⁠Go to the forest shade
Language: English 
⁠Go to the forest shade;
⁠Seek thou the well-known glade
Where, heavy with sweet dew, the violets lie,
⁠Gleaming through moss-tufts deep,
⁠Like dark eyes filled with sleep,
And bathed in hues of summer's midnight sky.

⁠Bring me their buds, to shed
⁠Around my dying bed,
A breath of May, and of the wood's repose;
⁠For I, in sooth, depart
⁠With a reluctant heart,
That fain would linger where the bright sun glows.

⁠Fain would I stay with thee, —
⁠[Alas! this]1 must not be;
Yet bring me still [the]2 gifts of happier hours!
⁠Go where the fountain's breast
⁠Catches, in glassy rest,
The dim green light that pours through laurel bowers.

⁠I know how softly bright,
⁠Steeped in that tender light,
The water-lilies tremble there, e'en now;
⁠Go to the pure stream's edge,
⁠And, from its whispering sedge,
Bring me [those flowers]3, to cool my fevered brow.

⁠Then, — as in Hope's young days, —
⁠Track thou the antique maze
Of the rich garden, to its grassy mound;
⁠There is a lone white rose,
⁠Shedding, in sudden snows,
Its faint leaves o'er the emerald turf around!

⁠Well know'st thou that fair tree!
⁠— A murmur of the bee
Dwells, ever, in the honied lime above;
⁠Bring me one pearly flower,
⁠Of all its clustering shower, —
For, on that spot we first revealed our love!

⁠Gather one woodbine bough,
⁠Then, from the lattice low
Of the bowered cottage which I bade thee mark,
⁠When, by the hamlet, last,
⁠Through dim wood-lanes, we passed,
Where dews were glancing to the glow-worm's spark.

⁠Haste! to my pillow bear
⁠Those fragrant things, and fair; —
My hand no more may bind them up at eve;
⁠Yet shall their odour soft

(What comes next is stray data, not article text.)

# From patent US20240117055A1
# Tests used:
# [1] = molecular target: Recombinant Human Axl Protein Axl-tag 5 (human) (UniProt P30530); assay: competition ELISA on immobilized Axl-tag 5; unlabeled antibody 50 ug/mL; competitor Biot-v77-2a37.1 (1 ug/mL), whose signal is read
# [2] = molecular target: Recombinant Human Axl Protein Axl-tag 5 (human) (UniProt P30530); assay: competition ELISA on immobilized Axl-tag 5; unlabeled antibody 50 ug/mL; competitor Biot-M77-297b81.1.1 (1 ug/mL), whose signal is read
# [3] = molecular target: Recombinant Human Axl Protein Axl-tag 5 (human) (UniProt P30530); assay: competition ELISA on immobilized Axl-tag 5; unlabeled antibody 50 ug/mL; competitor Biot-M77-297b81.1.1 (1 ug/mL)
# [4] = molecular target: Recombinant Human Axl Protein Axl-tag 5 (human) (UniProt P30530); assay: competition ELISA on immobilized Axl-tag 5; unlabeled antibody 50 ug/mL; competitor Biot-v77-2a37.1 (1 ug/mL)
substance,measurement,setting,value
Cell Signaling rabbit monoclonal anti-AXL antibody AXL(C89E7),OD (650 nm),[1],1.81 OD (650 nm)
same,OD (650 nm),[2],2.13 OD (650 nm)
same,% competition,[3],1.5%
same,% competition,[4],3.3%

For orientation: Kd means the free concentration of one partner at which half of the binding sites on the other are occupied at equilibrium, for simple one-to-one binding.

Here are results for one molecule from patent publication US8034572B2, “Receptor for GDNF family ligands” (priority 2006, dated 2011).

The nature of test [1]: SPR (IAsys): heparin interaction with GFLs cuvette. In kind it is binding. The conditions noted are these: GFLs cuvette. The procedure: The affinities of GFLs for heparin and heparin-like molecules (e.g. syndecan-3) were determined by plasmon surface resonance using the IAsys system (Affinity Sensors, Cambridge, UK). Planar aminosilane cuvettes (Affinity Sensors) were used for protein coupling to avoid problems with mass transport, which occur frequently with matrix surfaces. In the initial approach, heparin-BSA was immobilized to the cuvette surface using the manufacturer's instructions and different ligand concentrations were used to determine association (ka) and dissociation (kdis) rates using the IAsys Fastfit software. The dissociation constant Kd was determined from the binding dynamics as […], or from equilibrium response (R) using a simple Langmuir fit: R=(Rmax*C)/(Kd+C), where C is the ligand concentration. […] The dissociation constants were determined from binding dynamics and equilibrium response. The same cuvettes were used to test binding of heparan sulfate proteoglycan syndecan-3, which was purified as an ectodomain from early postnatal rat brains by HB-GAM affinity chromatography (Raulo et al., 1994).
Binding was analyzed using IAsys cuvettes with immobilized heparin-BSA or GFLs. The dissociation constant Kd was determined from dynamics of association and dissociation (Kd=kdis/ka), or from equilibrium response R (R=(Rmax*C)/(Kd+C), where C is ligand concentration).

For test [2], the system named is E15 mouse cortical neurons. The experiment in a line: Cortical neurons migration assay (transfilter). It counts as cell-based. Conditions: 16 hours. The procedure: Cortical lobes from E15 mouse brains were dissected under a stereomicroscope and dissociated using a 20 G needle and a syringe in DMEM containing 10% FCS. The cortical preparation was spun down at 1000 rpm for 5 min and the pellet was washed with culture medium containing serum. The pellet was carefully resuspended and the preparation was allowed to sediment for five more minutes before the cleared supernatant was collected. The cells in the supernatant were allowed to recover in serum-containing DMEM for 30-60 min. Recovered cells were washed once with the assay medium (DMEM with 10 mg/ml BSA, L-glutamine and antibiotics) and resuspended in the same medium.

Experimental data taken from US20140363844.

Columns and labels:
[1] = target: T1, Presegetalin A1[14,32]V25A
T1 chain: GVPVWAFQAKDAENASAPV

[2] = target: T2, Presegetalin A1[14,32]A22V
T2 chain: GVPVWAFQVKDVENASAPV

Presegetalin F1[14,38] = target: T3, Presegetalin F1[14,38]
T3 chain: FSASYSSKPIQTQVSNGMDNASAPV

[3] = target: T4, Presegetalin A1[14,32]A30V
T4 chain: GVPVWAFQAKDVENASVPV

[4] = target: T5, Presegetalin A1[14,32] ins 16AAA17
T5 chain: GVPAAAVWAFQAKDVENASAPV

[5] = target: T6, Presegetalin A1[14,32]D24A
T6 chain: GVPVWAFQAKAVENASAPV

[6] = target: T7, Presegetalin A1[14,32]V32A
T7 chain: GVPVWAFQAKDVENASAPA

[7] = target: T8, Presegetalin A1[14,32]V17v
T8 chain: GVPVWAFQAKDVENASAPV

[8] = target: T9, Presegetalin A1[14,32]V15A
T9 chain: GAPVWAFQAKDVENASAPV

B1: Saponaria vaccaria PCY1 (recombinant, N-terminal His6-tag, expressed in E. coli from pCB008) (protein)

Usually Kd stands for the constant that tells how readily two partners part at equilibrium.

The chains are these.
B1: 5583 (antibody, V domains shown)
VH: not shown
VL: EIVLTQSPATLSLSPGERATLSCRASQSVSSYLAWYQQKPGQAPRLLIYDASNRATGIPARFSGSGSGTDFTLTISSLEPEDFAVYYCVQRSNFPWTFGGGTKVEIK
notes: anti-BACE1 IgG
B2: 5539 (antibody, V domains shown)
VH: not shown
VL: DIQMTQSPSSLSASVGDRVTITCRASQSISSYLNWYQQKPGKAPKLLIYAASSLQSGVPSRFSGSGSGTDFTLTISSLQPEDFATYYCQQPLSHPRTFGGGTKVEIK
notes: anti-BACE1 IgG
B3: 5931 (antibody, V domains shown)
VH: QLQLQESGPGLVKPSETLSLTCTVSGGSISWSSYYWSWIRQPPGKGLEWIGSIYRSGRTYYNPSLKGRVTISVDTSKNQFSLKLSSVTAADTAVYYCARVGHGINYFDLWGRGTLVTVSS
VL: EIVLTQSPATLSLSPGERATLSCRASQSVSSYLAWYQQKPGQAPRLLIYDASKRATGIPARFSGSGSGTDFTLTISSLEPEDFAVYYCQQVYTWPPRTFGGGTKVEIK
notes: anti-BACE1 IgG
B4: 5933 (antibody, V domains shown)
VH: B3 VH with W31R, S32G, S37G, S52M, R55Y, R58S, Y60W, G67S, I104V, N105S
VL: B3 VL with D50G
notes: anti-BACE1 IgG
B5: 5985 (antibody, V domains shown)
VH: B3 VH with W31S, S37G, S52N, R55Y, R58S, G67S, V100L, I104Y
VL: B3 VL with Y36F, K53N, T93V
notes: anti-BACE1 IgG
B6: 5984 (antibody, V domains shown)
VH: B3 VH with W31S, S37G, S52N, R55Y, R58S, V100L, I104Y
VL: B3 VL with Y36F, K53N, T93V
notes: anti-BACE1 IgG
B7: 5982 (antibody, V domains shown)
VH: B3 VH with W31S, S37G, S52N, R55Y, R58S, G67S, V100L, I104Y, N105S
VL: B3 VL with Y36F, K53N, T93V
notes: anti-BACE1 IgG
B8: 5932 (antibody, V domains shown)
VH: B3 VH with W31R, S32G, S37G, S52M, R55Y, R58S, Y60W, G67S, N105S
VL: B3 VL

⁠One bright dream round me waft,
Of life, youth, summer, — all that I must leave!

⁠And oh! if thou would'st ask
⁠Wherefore thy steps I task
The grove, the stream, the hamlet-vale to trace;
⁠'Tis that some thought of me
⁠— When I am gone, — may be
The spirit bound to each familiar place.

⁠I bid mine image dwell,
⁠([Oh!]4 break thou not the spell!)
In the deep wood, and by the fountain side!
⁠Thou must not, my beloved!
⁠Rove where we two have roved,
Forgetting her that in her spring-time died!

F. Arkwright sets stanzas 3-4, 9, 10, 8

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Confirmed with Poems of Felicia Hemans in Friendship’s Offering, compiled by Peter J. Bolton, 1826

1 Arkwright: "But oh! it"
2 Arkwright: "those"
3 Arkwright: "the flow'rs"
4 Arkwright: "And"


Musical settings (art songs, Lieder, mélodies, (etc.), choral pieces, and other vocal works set to this text), listed by composer (not necessarily exhaustive)

Research team for this text: Emily Ezust [Administrator] , Johann Winkler

This text was added to the website: 2020-12-07
Line count: 60
Word count: 382